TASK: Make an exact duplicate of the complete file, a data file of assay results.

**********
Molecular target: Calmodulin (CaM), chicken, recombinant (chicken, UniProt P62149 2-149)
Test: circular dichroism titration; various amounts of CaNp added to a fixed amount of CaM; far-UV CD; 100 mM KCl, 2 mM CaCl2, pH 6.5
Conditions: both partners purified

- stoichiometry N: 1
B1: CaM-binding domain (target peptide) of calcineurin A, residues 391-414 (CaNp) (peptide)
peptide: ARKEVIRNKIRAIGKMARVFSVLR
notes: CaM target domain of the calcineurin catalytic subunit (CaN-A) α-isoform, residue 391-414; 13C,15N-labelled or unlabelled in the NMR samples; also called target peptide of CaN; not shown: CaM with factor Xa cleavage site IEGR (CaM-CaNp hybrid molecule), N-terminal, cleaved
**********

Molecular target: Calmodulin (CaM), chicken, recombinant (chicken, UniProt P62149 2-149)
Test: circular dichroism titration; various amounts of CaNp added to a fixed amount of CaM; far-UV CD; 100 mM KCl, 2 mM CaCl2, pH 6.5
Conditions: both partners purified

- stoichiometry N: 1
B1: CaM-binding domain (target peptide) of calcineurin A, residues 391-414 (CaNp) (peptide)
peptide: ARKEVIRNKIRAIGKMARVFSVLR
notes: CaM target domain of the calcineurin catalytic subunit (CaN-A) α-isoform, residue 391-414; 13C,15N-labelled or unlabelled in the NMR samples; also called target peptide of CaN; not shown: CaM with factor Xa cleavage site IEGR (CaM-CaNp hybrid molecule), N-terminal, cleaved